Admittance and Susceptance

The discussion for parallel ac circuits will be very similar to that for dc circuits. In dc circuits, conductance (G) was defined as being equal to 1/R. The total conductance of a parallel circuit was then found by adding the conductance of each branch. The total resistance $R_T$ is simply $1/G_T$. In ac circuits, we define admittance (Y) as being equal to $1/Z$.
The unit of measure for admittance as defined by the SI system is siemens, which has the symbol S.
Admittance is a measure of how well an ac circuit will admit, or allow, current to flow in the circuit. The larger its value, therefore, the heavier the current flow for the same applied potential.
The total admittance of a circuit can also be found by finding the sum of the parallel admittances. The total impedance $Z_T$ of the circuit is then $1/Y_T$; that is, for the network of Fig. 1: $$\bbox[10px,border:1px solid grey]{Y_T = Y_1 + Y_2 + Y_3 + ...+ Y_N} \tag{1}$$
Parallel ac network.
Fig. 1: Parallel ac network.
or, since $Z = 1/Y$, $$\bbox[10px,border:1px solid grey]{{1 \over Z_T} = {1 \over Z_1} + {1 \over Z_2} + {1 \over Z_3} + ...+ {1 \over Z_N}} \tag{2}$$ For two impedances in parallel, $${1 \over Z_T} = {1 \over Z_1} + {1 \over Z_2} $$ the total resistance of two parallel resistors are now applied, the following similar equation will result: $$Z_T = {Z_1Z_2 \over Z_1 + Z_2}$$ For three parallel impedances, $$\bbox[10px,border:1px solid grey]{Z_T = {Z_1 Z_2 Z_3 \over Z_1Z_2 + Z_2Z_3 + Z_1Z_3}} \tag{3}$$ As pointed out in the introduction to this section, conductance is the reciprocal of resistance, and $$ \bbox[10px,border:1px solid grey]{Y_R = {1 \over Z_R} = { 1 \over R \angle 0^\circ} = G \angle 0^\circ} \tag{4}$$

What is Susceptance

The reciprocal of reactance (1/X) is called susceptance and is a measure of how susceptible an element is to the passage of current through it. Susceptance is also measured in siemens and is represented by the capital letter B.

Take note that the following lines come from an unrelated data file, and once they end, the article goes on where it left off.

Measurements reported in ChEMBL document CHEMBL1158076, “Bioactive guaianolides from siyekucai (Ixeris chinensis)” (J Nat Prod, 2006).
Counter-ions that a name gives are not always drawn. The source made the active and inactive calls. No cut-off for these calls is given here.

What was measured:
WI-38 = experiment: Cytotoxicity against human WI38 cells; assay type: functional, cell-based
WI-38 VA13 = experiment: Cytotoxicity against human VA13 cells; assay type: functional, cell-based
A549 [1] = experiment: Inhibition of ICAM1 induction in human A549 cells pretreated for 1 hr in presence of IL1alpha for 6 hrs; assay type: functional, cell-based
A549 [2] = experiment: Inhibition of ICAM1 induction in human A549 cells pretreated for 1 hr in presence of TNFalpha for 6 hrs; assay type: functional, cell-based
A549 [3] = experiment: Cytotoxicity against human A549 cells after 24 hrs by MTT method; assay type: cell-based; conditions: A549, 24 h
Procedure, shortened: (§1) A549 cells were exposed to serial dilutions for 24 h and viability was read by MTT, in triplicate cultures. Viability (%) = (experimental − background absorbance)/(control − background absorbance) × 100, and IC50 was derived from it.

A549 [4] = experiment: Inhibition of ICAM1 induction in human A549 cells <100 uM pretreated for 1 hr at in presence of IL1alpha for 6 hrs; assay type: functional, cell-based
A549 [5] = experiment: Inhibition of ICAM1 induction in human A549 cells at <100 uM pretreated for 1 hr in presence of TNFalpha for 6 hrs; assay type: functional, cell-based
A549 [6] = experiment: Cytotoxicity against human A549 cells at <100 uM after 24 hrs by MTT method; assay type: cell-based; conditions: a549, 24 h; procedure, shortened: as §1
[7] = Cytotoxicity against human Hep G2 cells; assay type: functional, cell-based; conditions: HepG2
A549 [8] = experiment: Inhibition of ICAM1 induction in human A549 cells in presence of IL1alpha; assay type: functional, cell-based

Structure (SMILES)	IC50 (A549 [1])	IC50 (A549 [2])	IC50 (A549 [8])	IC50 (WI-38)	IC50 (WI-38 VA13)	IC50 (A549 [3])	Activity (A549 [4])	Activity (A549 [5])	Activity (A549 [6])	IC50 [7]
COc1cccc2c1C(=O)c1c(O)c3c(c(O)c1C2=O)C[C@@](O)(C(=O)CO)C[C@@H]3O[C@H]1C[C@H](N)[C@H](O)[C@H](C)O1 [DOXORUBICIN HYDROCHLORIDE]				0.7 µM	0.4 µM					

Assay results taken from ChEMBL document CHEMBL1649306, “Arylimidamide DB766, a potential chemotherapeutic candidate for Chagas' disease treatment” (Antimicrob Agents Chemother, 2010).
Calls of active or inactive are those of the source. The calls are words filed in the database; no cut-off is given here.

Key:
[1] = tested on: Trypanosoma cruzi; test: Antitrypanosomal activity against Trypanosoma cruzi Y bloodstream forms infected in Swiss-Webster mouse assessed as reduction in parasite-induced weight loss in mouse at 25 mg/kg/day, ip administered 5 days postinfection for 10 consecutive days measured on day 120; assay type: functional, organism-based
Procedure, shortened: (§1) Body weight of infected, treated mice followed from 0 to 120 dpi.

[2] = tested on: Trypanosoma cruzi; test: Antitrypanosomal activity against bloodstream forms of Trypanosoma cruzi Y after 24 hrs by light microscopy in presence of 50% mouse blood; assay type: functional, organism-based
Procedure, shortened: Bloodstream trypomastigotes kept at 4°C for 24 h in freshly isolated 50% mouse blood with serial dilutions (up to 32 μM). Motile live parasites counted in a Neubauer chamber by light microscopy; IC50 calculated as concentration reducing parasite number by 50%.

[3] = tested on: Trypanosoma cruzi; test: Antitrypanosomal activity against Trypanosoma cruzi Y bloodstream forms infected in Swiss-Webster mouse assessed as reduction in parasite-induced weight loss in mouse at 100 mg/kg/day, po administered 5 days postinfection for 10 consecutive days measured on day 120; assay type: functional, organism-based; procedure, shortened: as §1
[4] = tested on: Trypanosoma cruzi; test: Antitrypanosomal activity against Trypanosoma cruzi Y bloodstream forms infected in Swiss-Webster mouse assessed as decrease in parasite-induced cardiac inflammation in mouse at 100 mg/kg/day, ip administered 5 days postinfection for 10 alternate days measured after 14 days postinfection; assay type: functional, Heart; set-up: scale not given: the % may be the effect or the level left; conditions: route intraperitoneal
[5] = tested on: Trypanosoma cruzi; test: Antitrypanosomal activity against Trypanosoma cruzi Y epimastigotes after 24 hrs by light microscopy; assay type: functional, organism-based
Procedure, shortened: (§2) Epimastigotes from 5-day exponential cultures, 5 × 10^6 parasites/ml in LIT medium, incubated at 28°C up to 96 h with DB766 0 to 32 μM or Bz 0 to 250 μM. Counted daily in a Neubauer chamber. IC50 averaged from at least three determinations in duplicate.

For the inductor $$ \bbox[10px,border:1px solid grey]{Y_L = {1 \over Z_L} = { 1 \over X_L \angle 90^\circ} = { 1 \over X_L} \angle -90^\circ} \tag{5}$$ Defining $$ \bbox[10px,border:1px solid grey]{B_L = { 1 \over X_L}} \, (siemens, S) \tag{6}$$ we have $$ \bbox[10px,border:1px solid grey]{Y_L = B_L \angle -90^\circ} \tag{7}$$ Note that for inductance, an increase in frequency or inductance will result in a decrease in susceptance or, correspondingly, in admittance.
For the capacitor, $$ \bbox[10px,border:1px solid grey]{Y_L = {1 \over Z_C} = { 1 \over X_C \angle -90^\circ} = { 1 \over X_C} \angle 90^\circ} \tag{8}$$ Defining $$ \bbox[10px,border:1px solid grey]{B_C = { 1 \over X_C}} \, (siemens, S) \tag{9}$$ we have $$ \bbox[10px,border:1px solid grey]{Y_C = B_C \angle 90^\circ} \tag{10}$$ For the capacitor, therefore, an increase in frequency or capacitance will result in an increase in its susceptibility.
For parallel ac circuits, the admittance diagram is used with the three admittances, represented as shown in Fig. 2.
Admittance diagram.
Fig. 2: Admittance diagram.
Note in Fig. 2 that the conductance (like resistance) is on the positive real axis, whereas inductive and capacitive susceptances are in direct opposition on the imaginary axis.
For any configuration (series, parallel, series-parallel, etc.), the angle associated with the total admittance is the angle by which the source current leads the applied voltage. For inductive networks, $\theta_T$ is negative, whereas for capacitive networks, $\theta_T$ is positive.